WETSUITCressi comfort
WE WERE ON A DIVE BOAT, motoring out to the North Wall on Grand Cayman. The boat was full of excited and rather noisy Americans. It was as if they were competing for attention on the volume, rather than the content, of what they had to say.
     A rather porky-looking middle-aged gentleman from the mid-West was sitting next to me. An aura of sweat and old urine seemed to linger about him. He leaned forward and spoke to me in a hushed tone:
     I couldnt help noticing that you put your wetsuit on in a moment. You seemed to just simply slip into it. I really struggle with mine. Whats your secret
     I looked for a moment at his 150kg body, stuffed into a frame a mere 170cm tall. It was a living tribute to a lifes consumption of Dunkin Donuts. I momentarily compared it with my own 85kg body, spread about a frame 30cm taller, and decided not to be cruel.
     Actually, I replied, in a discreet whisper, you might want to write down my secret.
     He listened attentively. I leaned closer.
     Its because Im bloody good at it!
     Remarkably, he realised that I was winding him up. What he did not know was that I was wearing a Cressi-sub Comfort suit. The Comfort is made from the latest hi-tech, hi-stretch neoprene, lined with a material that makes it extremely slippery on the inside. Hence I was in and out of it as easily as a snake shedding its skin.
     Its labelled as being 5mm, but it feels a lot thicker. Because it seemed thicker, it displaced more water, and I had to wear a little more lead than I might have done with an ordinary 5mm suit.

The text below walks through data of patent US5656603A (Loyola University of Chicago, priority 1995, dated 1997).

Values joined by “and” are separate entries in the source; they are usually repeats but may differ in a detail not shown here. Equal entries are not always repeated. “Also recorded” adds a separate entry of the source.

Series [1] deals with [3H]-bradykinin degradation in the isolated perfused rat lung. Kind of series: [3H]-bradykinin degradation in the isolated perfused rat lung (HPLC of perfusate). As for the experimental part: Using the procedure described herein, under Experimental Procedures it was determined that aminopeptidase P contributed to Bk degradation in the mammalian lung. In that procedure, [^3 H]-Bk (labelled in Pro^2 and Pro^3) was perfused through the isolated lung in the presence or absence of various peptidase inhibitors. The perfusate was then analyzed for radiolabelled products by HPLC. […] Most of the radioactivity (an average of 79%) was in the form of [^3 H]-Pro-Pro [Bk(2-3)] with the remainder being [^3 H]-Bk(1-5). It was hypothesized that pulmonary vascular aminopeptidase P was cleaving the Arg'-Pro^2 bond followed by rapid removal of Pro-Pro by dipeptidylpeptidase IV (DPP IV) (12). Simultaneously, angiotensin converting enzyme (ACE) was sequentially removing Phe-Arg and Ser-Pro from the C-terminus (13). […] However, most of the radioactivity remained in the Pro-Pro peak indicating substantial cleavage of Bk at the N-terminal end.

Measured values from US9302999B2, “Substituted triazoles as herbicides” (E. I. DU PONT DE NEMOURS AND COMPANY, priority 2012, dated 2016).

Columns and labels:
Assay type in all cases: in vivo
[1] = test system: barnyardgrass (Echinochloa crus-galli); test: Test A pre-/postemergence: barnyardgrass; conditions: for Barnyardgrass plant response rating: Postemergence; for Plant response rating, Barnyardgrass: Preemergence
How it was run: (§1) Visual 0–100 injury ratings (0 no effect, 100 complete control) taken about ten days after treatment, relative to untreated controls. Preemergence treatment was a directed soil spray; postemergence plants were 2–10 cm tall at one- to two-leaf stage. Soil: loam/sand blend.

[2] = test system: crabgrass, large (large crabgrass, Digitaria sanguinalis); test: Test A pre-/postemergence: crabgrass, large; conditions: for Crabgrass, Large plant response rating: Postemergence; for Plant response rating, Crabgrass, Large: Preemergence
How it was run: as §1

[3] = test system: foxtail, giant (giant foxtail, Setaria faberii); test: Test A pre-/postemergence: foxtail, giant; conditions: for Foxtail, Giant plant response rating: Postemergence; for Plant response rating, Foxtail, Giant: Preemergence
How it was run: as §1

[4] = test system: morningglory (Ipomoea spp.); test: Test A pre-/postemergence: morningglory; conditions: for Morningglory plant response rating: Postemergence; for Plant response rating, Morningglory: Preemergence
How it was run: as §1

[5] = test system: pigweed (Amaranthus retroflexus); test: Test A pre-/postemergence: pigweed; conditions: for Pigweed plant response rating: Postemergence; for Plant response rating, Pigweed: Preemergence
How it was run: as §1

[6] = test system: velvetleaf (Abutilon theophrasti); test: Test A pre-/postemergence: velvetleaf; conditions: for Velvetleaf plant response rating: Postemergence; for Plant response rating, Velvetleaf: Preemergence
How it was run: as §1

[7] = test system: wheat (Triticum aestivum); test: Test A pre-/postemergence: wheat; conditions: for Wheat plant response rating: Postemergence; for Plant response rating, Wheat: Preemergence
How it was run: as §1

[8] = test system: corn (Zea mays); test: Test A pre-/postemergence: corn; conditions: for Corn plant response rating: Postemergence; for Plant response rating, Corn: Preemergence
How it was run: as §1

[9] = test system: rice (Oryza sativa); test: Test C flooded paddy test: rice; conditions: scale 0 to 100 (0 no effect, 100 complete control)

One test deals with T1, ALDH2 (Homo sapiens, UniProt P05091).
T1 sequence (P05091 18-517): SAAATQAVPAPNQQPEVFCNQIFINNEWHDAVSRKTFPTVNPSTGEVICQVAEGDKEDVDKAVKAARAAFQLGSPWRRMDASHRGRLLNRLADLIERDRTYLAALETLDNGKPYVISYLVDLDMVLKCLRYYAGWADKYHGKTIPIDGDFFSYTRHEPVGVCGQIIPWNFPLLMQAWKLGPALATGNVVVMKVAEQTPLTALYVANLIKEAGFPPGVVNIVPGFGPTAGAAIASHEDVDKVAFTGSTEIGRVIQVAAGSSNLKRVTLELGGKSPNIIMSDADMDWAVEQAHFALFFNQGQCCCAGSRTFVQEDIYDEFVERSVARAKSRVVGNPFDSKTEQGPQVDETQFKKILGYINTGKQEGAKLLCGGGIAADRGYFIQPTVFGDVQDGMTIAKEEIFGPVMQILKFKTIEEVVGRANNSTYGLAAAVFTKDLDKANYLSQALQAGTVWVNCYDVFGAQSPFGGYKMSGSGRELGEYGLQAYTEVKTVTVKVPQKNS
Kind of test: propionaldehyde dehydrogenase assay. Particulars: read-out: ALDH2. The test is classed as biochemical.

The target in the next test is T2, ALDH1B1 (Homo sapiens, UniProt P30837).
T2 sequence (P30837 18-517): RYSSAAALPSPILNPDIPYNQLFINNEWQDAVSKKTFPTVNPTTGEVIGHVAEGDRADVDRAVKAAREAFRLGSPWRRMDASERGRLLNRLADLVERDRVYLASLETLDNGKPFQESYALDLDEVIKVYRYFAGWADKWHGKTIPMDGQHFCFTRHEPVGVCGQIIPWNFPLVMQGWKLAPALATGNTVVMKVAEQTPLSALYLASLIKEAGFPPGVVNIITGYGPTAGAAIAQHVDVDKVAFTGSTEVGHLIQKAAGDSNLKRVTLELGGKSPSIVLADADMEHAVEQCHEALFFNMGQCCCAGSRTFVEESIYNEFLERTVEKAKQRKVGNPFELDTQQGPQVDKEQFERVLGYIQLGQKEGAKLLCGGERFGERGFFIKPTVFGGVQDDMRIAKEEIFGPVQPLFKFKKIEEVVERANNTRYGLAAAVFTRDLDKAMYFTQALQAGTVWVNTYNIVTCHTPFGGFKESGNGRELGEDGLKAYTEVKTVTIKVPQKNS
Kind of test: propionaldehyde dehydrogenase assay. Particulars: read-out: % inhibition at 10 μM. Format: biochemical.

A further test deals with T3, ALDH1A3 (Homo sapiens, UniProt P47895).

The Comfort has a conventional zip at the back and extra-reinforced panels at both the knees and shoulders. There are no seals. It is a wetsuit, after all, but the wrists and ankles are neatly finished with contrasting piping.
     Italian by design, its no surprise that it looks cunningly stylish, even slimming, with panels in silver-grey and black.
     Theres not a lot more to say about it. Its stitching remained intact while I was using it, and it kept me warm, so there was no overwhelming desire to pee in it.
     I can get through a whole night without taking a pee, so one should be able to get through a one-hour dive the same way. My new American friend obviously did not enjoy that luxury either, and thats another secret I kept to myself!
The Cressi-sub Comfort suit costs £186. A thicker 7mm version costs £210. A hood-attached matching 5mm jacket costs £120.
  • Cressi-sub, 01484 711113,

  • Divernet
    + Easy to don
    + Comfortable when on

    - Youll need a little extra lead for neutral buoyancy